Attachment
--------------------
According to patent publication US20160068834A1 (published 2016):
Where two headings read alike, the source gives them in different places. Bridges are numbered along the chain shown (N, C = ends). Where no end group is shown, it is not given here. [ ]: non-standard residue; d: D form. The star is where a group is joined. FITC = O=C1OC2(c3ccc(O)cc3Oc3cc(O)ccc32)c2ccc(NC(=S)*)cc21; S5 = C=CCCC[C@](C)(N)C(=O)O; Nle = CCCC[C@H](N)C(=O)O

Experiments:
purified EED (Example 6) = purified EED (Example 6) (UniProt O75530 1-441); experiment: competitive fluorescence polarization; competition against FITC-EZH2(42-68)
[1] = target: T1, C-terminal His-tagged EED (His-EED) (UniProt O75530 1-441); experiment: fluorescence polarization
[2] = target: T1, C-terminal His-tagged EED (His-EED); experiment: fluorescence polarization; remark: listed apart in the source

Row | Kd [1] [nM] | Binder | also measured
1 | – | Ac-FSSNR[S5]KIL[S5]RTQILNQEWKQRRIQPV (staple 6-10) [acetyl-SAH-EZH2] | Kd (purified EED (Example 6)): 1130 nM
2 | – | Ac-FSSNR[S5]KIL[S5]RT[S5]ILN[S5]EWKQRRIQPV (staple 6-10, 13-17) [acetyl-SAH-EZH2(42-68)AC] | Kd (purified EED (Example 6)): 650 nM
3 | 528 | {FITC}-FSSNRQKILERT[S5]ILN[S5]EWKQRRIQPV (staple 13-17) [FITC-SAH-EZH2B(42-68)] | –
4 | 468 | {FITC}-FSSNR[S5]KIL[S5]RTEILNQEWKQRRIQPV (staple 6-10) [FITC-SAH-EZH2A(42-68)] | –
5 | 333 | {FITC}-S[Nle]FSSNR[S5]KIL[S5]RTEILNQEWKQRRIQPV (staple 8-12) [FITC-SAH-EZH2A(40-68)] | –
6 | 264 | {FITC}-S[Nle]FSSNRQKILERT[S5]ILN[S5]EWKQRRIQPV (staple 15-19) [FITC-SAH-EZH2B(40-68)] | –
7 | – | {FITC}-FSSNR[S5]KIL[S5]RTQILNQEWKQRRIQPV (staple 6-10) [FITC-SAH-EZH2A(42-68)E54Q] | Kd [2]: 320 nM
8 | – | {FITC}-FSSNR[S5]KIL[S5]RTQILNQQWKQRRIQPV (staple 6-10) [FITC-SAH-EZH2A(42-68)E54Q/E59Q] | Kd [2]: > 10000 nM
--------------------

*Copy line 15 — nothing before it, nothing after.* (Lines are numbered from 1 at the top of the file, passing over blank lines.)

8 | – | {FITC}-FSSNR[S5]KIL[S5]RTQILNQQWKQRRIQPV (staple 6-10) [FITC-SAH-EZH2A(42-68)E54Q/E59Q] | Kd [2]: > 10000 nM